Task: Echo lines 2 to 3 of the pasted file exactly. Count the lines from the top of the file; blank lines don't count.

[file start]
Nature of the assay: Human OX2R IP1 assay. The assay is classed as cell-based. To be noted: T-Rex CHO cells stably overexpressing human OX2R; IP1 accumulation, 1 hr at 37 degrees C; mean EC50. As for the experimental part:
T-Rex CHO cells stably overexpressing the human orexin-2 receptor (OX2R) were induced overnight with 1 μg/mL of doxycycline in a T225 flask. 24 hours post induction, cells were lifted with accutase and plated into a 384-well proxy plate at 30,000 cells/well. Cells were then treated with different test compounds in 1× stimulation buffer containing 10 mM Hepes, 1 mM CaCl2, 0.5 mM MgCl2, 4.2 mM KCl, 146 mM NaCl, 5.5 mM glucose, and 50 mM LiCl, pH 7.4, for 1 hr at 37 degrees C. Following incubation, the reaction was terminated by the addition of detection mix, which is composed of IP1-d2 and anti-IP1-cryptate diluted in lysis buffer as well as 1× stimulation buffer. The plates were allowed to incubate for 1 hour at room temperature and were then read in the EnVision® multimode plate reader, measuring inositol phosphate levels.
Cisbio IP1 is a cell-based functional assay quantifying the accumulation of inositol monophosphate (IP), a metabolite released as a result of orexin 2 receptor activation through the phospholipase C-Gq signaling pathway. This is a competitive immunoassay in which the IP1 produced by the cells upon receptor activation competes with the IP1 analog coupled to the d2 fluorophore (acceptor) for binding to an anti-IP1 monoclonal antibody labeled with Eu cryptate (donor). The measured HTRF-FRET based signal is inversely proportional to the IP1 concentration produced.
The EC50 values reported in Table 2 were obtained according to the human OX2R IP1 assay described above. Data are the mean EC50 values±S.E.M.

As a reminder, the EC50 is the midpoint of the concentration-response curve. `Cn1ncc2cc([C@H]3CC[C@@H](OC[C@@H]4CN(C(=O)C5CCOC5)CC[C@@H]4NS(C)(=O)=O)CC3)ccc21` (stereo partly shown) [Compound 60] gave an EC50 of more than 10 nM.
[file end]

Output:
T-Rex CHO cells stably overexpressing the human orexin-2 receptor (OX2R) were induced overnight with 1 μg/mL of doxycycline in a T225 flask. 24 hours post induction, cells were lifted with accutase and plated into a 384-well proxy plate at 30,000 cells/well. Cells were then treated with different test compounds in 1× stimulation buffer containing 10 mM Hepes, 1 mM CaCl2, 0.5 mM MgCl2, 4.2 mM KCl, 146 mM NaCl, 5.5 mM glucose, and 50 mM LiCl, pH 7.4, for 1 hr at 37 degrees C. Following incubation, the reaction was terminated by the addition of detection mix, which is composed of IP1-d2 and anti-IP1-cryptate diluted in lysis buffer as well as 1× stimulation buffer. The plates were allowed to incubate for 1 hour at room temperature and were then read in the EnVision® multimode plate reader, measuring inositol phosphate levels.
Cisbio IP1 is a cell-based functional assay quantifying the accumulation of inositol monophosphate (IP), a metabolite released as a result of orexin 2 receptor activation through the phospholipase C-Gq signaling pathway. This is a competitive immunoassay in which the IP1 produced by the cells upon receptor activation competes with the IP1 analog coupled to the d2 fluorophore (acceptor) for binding to an anti-IP1 monoclonal antibody labeled with Eu cryptate (donor). The measured HTRF-FRET based signal is inversely proportional to the IP1 concentration produced.